A lack of loos on DoC tramping tracks is a problem that needs urgent attention.
A public toilet should be added at the Ben Lomond Saddle or the area’s impressive tourist reputation risks being flushed away, MP Hamish Walker warns.
Mr Walker, the Clutha-Southland MP, said the Department of Conservation needed to act and install the much-needed toilet.
About 35,000 people walked to the summit annually and this number was growing each year.
“As the track’s popularity continues to increase this issue will get bigger,” he said.
Federated Mountain Clubs (FMC) southern convener Peter Wilson agreed with Mr Walker’s suggestion, but emphasised that the funding for the toilet should come from the Tourism Infrastructure Fund, and not from Doc’s own hard-pressed resources.
“It’s a timely suggestion,” Mr Wilson said.
Mr Walker said the matter “needs to be sorted now with the installation of a toilet to future-proof the track and protect the natural environment”.
The necessary infrastructure was not in place, and there was “a major environmental problem developing, with piles of human faeces and toilet paper spread across a large area, getting worse every year”, he said.
Landowners voluntarily offered access to members of the public, but the growing mess could jeopardise this access, he warned.
Mr Wilson, a former Dunedin resident who is immediate past FMC national president, said a toilet needed to be installed to prevent environmental damage at the 1326m saddle, near Queenstown. . .
Roys Peak has a similar problem with human waste.
The property owner next to the Roys Peak Track in Wanaka has vowed to keep advocating for more toilets to be installed along the popular Department of Conservation day walk, despite the Minister for Conservation assuring him that inappropriate toileting behaviour was on her radar.
On November 25, John Levy wrote to minister Eugenie Sage asking for the “very important health issue” of only two toilets, one at the start and one at the summit on the 16km return, to be addressed.
In the past year Doc recorded 81,350 people had walked the track, an average of 222.8 people a day.
“If the Mt Roy track was a restaurant, cinema or any other business in Wanaka, the Queenstown Lakes District council would require 47 toilets, not just two,” Mr Levy said.
If anyone else tried setting up a business catering to the public with too few loos they would not get consent. If anyone else had an attraction which couldn’t cater for the number of visitors it would be required to restrict numbers or upgrade to cope with them. Why is DOC not held to the same standard?
On December 16 Mr Levy received a reply from Ms Sage, in which she acknowledged “inappropriate toileting is unacceptable and of concern” but it was a national issue for Doc and not restricted to the Roys Peak track, she said.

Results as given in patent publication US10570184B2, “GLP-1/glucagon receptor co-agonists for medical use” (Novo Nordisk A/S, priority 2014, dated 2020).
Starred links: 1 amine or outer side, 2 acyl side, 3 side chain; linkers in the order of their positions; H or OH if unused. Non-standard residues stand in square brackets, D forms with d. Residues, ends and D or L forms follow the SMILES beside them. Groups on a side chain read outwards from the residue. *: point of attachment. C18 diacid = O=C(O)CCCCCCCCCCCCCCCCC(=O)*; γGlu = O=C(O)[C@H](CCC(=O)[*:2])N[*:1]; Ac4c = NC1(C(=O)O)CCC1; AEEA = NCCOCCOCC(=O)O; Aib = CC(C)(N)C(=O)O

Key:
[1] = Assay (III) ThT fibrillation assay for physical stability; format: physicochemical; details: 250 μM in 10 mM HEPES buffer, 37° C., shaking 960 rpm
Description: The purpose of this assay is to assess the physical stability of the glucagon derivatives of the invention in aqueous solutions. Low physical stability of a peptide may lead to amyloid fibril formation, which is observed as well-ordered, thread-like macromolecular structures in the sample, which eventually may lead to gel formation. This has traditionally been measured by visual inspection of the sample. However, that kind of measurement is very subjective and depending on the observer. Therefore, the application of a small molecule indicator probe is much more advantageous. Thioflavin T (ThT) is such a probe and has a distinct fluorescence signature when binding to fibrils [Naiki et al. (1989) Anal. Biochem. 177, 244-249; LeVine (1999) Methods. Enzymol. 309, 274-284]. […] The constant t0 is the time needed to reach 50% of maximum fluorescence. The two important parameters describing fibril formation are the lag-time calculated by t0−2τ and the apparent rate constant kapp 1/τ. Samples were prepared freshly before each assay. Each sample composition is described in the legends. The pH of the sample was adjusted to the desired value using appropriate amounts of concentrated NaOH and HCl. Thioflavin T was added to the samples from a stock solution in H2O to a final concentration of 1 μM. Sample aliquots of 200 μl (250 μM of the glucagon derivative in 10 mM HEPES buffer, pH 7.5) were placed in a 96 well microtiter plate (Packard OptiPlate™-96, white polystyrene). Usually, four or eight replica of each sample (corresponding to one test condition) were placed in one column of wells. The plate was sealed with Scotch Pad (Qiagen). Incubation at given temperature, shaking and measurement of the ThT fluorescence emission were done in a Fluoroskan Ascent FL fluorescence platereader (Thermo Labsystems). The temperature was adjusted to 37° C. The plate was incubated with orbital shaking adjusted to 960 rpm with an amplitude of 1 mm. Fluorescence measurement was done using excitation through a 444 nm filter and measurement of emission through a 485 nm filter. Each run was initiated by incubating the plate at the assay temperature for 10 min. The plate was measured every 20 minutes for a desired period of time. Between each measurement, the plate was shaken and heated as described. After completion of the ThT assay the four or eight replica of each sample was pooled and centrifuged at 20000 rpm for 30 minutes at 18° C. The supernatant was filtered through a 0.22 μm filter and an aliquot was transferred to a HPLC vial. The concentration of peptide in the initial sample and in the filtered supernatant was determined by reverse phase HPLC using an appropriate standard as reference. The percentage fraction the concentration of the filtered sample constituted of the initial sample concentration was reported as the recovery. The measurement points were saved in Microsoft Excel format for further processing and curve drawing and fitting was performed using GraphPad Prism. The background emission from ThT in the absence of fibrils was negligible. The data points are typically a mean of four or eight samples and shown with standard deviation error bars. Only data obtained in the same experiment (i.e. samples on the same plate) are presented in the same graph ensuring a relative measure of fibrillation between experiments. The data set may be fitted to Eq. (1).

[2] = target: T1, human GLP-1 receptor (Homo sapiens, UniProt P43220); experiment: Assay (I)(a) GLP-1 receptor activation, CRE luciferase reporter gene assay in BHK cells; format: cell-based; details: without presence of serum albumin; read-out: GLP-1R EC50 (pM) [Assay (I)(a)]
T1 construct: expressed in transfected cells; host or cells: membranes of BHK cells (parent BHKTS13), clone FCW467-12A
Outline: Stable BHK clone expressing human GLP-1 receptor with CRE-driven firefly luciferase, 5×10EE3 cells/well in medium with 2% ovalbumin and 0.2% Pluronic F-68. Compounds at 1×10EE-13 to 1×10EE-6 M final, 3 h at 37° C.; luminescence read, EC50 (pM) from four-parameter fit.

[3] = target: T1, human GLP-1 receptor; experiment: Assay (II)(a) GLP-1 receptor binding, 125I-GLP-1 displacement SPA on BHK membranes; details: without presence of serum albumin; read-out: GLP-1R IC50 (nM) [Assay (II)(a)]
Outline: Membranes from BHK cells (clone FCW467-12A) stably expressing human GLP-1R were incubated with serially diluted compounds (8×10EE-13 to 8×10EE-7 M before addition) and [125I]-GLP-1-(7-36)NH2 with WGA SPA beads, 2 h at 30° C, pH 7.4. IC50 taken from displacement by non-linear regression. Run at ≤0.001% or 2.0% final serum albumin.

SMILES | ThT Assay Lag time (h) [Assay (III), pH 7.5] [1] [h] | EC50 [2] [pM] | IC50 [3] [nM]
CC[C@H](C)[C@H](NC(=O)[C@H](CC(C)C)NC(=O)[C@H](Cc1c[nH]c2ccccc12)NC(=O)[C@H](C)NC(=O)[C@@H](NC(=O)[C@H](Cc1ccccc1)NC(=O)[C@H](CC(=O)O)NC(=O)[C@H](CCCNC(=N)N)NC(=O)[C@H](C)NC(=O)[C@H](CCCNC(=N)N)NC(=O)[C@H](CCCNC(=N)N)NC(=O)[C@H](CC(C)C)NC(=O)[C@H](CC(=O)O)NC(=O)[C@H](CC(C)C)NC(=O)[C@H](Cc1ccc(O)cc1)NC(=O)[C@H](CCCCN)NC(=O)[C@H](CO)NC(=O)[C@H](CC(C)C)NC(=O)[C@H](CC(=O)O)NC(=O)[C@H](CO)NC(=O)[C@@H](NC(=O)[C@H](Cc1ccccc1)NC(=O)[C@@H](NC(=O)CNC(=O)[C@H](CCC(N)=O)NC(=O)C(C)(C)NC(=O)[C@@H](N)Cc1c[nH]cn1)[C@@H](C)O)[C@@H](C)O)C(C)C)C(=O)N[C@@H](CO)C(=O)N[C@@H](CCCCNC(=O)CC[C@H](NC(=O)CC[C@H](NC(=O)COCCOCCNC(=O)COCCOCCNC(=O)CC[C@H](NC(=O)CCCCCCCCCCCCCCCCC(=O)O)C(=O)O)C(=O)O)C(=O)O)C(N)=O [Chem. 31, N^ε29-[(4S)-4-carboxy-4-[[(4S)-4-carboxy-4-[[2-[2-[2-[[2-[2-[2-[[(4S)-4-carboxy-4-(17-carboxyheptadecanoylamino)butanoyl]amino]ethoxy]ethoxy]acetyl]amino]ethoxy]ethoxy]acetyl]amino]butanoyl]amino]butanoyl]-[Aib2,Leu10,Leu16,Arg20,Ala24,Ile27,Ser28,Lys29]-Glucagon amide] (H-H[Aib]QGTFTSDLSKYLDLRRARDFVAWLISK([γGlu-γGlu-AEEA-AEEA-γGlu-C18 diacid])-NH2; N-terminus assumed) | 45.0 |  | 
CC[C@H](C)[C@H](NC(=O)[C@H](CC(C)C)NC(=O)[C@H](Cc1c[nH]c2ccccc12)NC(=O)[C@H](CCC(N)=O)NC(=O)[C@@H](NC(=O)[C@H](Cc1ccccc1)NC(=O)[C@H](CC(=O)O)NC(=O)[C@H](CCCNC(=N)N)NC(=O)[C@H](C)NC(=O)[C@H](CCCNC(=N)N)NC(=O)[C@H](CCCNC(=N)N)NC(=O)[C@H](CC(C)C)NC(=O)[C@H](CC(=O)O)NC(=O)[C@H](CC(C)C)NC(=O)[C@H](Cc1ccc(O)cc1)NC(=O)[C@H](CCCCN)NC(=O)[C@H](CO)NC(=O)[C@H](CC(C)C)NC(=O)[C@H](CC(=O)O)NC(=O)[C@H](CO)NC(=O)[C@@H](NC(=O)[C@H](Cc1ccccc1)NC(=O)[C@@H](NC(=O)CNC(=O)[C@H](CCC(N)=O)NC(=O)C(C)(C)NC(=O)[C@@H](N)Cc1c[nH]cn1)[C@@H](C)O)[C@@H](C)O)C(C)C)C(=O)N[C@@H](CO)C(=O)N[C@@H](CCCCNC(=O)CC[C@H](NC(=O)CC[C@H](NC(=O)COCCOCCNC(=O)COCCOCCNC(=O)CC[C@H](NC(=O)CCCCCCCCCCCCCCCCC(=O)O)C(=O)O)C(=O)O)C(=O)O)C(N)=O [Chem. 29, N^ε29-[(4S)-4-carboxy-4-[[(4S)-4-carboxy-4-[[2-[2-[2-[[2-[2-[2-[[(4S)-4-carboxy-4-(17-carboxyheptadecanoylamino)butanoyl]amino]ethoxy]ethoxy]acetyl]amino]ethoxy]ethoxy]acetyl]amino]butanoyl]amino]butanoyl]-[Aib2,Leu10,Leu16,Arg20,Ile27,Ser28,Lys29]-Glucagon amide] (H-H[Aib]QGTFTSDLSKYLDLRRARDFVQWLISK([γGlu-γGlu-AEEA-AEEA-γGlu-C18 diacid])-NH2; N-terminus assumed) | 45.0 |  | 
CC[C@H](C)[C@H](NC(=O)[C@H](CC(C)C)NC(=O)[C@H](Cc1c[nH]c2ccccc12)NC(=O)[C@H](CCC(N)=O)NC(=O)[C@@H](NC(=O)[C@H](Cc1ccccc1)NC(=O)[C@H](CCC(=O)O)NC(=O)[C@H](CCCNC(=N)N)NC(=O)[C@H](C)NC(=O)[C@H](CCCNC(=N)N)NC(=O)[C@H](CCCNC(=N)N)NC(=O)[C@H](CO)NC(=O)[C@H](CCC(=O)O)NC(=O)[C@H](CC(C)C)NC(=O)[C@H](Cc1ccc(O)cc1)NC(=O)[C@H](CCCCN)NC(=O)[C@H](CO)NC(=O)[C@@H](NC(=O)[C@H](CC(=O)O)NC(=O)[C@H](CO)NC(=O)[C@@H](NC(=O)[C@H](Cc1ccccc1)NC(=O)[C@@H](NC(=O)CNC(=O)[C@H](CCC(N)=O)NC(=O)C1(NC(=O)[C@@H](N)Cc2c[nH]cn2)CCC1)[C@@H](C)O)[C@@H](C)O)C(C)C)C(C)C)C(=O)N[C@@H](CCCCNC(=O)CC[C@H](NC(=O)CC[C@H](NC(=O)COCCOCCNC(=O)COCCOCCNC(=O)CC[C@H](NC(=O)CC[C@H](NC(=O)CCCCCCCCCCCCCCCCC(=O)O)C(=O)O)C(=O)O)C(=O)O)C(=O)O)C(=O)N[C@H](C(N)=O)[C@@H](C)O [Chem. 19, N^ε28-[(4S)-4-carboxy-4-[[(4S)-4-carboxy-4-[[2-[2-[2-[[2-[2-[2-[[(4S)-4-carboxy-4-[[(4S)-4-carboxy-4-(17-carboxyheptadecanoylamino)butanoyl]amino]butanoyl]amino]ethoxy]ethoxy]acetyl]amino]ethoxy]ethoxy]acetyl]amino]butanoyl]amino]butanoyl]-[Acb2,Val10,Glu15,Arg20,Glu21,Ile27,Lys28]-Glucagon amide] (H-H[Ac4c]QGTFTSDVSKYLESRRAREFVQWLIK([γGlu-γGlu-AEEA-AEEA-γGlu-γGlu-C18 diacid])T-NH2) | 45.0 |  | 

“Encouraging behaviour change of our visitors requires a multi-agency approach across New Zealand … there was a significant focus [last year] on promoting responsible visitor behaviour, which had a significant reach and impact,” she said.
Trying to change tourist behaviour was “asinine”, Mr Levy said.
“It is like saying we only have one toilet at the cinema or restaurant and everyone can just hold it until they get home.” . .
Educating tourists on toileting while tramping is only a very small part of the solution. It is completely unrealistic to expect people to either hold on or carry a trowel and bury their waste on popular tracks like those up Ben Lomond Saddle and Roy’s Peak.
Last time we went up Roy’s Peak it took us 2 hours and 50 minutes to get to the top. We carried along the ridge, up Mount Alpha then down to Spotts Creek, finishing in the Cardrona Valley where we’d left a car the night before.
This is the Skyline Track which the DOc website says takes 10 to 11 hours.
This challenging tramp begins with the track to Roys Peak (1578m). From the peak, follow the ridgeline towards Mt Alpha (1630m). A short narrow section of track around rocks before the climb to the highest point has a steep drop off on one side and requires care when crossing.
From Mt Alpha the track descends through snow tussock to a 4WD farm track before reaching a signed junction. A poled track from this junction drops down into Spotts Creek then out to the Cardrona Valley Road and car park. Though this description has the track starting with Roys Peak Track, the Skyline Track can be walked in either direction.*
We did the tramp in 7 1/2 hours, our son-in-law did it last week in a bit more than half that time. But even that would be too much without at least one loo stop for most people, especially if it’s a hot day and you’re making sure you stay hydrated.
These are DoC tracks and it’s their responsibility to ensure that they’re not polluted with human effluent, in exactly the same way that farmers have a legal responsibility for dealing with effluent from dairy sheds – with very expensive consequences should they get it wrong.
As it stands, there’s one standard for tourists and another much higher one for stock and for the sake of both human and environmental health, that is simply not good enough.
* The Skyline Track can be walked in either direction but I’d advise starting at Roys Peak, even though it’s a steeper climb than going the other way. There are some steep and scrabbly stretches between Roys Peak and Mount Alpha and it’s easier going up these than down. Once at the top of Alpha it’s a reasonably gentle descent into the valley which is much easier on joints and braking muscles than the steep one down from Roys Peak.